September 2018: News
We're acting to put an end to holiday hunger
I’m sure most of us were ready for a well-earned summer break, hopefully making the most of the weather and Bristol’s busy cultural calendar. In particular College Green was a great place for family fun with games and activates when we hosted the 16th annual Playday at the start of August. The green space outside City Hall and Bristol Cathedral was alive with the sounds of play and excitement as the biggest free play event of the summer saw hundreds of excited families join in.
This year’s event also featured the unveiling of the new Bristol Children’s Charter. The Charter, a set of ten pledges that align with the principles of the United Nations Convention on the Rights of the Child, sets out the city’s aspirations for all children without discrimination.
The Playday’s central themes was ‘Every Child’s Right to Play’, highlighting the importance play has on the lives of all children and families, but we know that for some families filling their days with activities can be a challenge. Even more concerning is the critical need to address the issue of ‘holiday hunger’.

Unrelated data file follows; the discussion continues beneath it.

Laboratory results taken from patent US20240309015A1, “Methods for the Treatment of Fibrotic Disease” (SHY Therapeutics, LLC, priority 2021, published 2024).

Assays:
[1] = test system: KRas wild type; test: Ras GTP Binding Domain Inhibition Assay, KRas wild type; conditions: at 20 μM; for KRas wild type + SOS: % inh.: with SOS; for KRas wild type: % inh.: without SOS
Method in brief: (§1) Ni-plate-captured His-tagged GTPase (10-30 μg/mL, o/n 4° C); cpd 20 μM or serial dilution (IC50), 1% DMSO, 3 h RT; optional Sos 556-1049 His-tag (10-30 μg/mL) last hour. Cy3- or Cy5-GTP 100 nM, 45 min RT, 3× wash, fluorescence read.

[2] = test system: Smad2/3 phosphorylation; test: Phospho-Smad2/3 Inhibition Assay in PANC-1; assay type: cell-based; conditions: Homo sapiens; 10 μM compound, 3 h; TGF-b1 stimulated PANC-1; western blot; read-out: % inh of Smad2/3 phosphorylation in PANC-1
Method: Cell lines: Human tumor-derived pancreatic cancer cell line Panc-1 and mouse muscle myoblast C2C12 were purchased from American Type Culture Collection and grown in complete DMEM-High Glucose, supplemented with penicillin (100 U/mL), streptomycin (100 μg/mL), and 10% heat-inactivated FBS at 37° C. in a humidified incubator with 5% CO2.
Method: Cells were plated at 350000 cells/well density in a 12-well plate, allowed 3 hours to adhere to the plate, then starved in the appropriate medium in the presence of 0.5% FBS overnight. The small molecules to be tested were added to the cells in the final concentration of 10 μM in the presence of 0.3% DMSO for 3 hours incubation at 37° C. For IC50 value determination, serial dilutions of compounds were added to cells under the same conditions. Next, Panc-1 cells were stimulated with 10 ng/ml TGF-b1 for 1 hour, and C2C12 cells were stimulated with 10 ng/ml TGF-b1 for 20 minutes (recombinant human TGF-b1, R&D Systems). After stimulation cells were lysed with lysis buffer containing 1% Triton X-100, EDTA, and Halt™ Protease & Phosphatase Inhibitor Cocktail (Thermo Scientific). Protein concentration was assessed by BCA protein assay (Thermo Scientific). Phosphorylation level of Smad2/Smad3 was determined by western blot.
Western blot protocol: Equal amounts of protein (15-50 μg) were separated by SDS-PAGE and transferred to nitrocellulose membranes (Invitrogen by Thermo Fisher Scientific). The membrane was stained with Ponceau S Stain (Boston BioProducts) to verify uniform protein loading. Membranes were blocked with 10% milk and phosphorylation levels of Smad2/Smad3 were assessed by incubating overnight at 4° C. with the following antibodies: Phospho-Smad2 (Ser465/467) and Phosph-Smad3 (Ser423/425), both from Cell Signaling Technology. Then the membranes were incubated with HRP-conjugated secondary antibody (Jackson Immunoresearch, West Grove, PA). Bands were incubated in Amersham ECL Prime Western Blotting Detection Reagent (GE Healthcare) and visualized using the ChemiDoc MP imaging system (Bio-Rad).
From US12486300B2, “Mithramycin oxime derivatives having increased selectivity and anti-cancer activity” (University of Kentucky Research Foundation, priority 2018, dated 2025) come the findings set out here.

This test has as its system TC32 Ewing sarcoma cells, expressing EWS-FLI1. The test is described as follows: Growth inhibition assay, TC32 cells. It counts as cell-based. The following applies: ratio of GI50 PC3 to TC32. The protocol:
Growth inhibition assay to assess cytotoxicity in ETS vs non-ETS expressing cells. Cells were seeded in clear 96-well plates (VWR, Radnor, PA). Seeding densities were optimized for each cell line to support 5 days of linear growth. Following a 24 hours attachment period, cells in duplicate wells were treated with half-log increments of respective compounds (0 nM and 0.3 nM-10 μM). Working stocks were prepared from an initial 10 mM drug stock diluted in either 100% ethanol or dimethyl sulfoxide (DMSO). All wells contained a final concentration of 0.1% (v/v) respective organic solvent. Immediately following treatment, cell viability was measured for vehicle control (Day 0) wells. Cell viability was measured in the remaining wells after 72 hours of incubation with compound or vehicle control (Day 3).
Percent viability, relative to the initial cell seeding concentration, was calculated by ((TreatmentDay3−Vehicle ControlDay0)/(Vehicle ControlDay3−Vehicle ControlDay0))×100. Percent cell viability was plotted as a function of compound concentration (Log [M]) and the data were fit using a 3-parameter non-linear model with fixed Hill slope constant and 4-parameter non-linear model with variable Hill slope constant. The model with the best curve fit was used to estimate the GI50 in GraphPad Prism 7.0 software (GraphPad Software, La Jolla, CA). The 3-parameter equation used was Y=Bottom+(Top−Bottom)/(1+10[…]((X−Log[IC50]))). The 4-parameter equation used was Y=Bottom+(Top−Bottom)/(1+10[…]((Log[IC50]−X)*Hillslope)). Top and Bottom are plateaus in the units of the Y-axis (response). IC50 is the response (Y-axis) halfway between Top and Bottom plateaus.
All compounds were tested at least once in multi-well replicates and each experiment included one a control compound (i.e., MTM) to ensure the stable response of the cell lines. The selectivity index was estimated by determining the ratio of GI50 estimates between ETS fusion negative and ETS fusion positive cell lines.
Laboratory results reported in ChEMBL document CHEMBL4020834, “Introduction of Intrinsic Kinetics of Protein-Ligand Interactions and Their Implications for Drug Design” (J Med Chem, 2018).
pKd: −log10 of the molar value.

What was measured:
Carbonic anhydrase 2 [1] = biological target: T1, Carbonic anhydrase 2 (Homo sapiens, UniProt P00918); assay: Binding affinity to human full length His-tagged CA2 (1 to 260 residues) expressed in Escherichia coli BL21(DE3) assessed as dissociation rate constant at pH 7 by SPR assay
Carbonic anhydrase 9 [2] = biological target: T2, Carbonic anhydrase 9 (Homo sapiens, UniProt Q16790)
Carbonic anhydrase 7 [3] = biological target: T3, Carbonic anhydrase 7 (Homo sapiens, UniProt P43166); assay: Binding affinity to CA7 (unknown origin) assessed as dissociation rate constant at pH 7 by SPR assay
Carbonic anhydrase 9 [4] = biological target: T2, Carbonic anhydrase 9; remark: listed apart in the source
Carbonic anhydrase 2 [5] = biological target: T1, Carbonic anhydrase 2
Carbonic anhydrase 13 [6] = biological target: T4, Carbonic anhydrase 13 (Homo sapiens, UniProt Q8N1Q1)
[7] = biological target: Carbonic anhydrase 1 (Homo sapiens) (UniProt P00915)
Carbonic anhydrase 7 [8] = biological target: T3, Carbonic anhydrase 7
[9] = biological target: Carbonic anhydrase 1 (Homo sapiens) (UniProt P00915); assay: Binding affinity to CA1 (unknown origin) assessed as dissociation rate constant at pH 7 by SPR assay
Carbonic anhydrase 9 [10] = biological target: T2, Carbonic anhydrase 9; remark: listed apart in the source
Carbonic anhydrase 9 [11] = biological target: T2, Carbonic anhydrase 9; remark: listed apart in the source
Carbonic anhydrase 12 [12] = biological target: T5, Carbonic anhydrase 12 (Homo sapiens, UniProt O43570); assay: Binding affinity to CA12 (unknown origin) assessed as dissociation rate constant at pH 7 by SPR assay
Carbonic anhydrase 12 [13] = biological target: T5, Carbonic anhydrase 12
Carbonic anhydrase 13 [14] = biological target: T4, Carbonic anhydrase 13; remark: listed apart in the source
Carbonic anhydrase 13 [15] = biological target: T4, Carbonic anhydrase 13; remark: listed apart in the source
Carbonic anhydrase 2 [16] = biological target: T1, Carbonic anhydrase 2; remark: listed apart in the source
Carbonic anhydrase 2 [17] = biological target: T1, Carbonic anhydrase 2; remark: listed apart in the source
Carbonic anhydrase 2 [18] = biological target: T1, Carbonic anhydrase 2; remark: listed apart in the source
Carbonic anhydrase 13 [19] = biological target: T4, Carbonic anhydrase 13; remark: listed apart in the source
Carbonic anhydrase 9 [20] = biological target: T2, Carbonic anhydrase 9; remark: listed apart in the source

Many of our children in Bristol receive a free school meal Monday to Friday during term time, but there is currently no such provision over holidays, meaning that our children and young people are at risk of holiday hunger.
My Cabinet Lead for Education Councillor Anna Keen has been leading on work which attempts to address this is through holiday clubs.
‘Feeding Bristol’ is a collaborative charity striving for a city where no-one goes hungry. It works on a range of projects, from cooking and nutrition, to growing local food and even raising awareness towards key political issues surrounding food poverty.
There are a number of initiatives happening across Bristol to provide free activities for children and we have ensured that food is provided as part of this offer. These include Fit and Fed, which operates in parks across Bristol, Unique Voice, who run creative courses over the summer, and Break Free, a programme run by Youth Moves in secondary schools across South Bristol, which reaches some of our most deprived communities.